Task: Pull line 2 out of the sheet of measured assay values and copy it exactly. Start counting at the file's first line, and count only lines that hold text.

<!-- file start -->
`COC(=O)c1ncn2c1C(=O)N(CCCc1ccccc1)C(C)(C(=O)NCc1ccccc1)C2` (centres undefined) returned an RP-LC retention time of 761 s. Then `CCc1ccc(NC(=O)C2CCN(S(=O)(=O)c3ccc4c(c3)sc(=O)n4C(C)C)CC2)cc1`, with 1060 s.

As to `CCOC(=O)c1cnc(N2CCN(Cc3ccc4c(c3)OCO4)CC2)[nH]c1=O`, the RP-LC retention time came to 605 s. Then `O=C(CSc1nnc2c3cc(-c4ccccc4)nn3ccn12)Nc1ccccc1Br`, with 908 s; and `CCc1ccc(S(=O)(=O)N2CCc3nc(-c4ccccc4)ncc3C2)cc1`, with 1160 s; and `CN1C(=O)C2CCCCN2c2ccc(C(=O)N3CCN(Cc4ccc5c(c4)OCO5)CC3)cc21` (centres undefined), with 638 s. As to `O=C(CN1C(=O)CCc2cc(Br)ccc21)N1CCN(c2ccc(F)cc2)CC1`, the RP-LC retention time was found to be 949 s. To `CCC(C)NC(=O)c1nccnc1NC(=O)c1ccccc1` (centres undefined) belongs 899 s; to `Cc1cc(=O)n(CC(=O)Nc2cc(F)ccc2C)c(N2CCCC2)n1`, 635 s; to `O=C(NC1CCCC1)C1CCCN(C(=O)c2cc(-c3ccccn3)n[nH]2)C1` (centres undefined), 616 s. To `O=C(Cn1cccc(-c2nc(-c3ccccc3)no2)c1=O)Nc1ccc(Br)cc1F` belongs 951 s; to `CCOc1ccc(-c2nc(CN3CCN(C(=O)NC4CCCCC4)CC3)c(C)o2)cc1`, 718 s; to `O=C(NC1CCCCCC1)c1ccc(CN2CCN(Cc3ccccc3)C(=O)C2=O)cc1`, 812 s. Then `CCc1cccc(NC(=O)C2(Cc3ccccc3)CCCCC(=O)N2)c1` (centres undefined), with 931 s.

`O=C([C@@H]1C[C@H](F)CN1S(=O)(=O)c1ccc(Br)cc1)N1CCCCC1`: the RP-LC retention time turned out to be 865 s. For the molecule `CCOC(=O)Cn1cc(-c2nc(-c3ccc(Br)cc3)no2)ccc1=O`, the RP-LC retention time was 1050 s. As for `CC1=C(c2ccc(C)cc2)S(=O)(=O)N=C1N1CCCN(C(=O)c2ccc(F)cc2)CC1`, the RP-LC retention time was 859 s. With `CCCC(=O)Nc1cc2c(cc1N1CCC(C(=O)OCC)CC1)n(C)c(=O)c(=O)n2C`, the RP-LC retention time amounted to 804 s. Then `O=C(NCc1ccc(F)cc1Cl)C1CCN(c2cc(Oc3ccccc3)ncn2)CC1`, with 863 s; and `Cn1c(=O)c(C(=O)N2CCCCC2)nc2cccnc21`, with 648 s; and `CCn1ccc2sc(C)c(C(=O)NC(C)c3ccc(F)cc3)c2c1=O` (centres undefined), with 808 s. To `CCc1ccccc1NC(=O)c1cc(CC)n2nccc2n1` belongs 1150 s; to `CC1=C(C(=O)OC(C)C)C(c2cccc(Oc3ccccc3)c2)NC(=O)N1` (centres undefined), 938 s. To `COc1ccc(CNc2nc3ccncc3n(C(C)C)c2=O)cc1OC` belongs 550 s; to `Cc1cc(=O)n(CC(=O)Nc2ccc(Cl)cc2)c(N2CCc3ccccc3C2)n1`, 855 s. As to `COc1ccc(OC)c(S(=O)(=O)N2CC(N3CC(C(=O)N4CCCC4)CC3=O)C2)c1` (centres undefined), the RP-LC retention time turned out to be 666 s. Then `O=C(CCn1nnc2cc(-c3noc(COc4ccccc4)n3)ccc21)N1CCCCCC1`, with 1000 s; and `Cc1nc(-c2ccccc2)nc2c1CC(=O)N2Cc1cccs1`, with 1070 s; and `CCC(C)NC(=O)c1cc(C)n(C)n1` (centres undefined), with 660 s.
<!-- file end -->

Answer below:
As to `CCOC(=O)c1cnc(N2CCN(Cc3ccc4c(c3)OCO4)CC2)[nH]c1=O`, the RP-LC retention time came to 605 s. Then `O=C(CSc1nnc2c3cc(-c4ccccc4)nn3ccn12)Nc1ccccc1Br`, with 908 s; and `CCc1ccc(S(=O)(=O)N2CCc3nc(-c4ccccc4)ncc3C2)cc1`, with 1160 s; and `CN1C(=O)C2CCCCN2c2ccc(C(=O)N3CCN(Cc4ccc5c(c4)OCO5)CC3)cc21` (centres undefined), with 638 s. As to `O=C(CN1C(=O)CCc2cc(Br)ccc21)N1CCN(c2ccc(F)cc2)CC1`, the RP-LC retention time was found to be 949 s. To `CCC(C)NC(=O)c1nccnc1NC(=O)c1ccccc1` (centres undefined) belongs 899 s; to `Cc1cc(=O)n(CC(=O)Nc2cc(F)ccc2C)c(N2CCCC2)n1`, 635 s; to `O=C(NC1CCCC1)C1CCCN(C(=O)c2cc(-c3ccccn3)n[nH]2)C1` (centres undefined), 616 s. To `O=C(Cn1cccc(-c2nc(-c3ccccc3)no2)c1=O)Nc1ccc(Br)cc1F` belongs 951 s; to `CCOc1ccc(-c2nc(CN3CCN(C(=O)NC4CCCCC4)CC3)c(C)o2)cc1`, 718 s; to `O=C(NC1CCCCCC1)c1ccc(CN2CCN(Cc3ccccc3)C(=O)C2=O)cc1`, 812 s. Then `CCc1cccc(NC(=O)C2(Cc3ccccc3)CCCCC(=O)N2)c1` (centres undefined), with 931 s.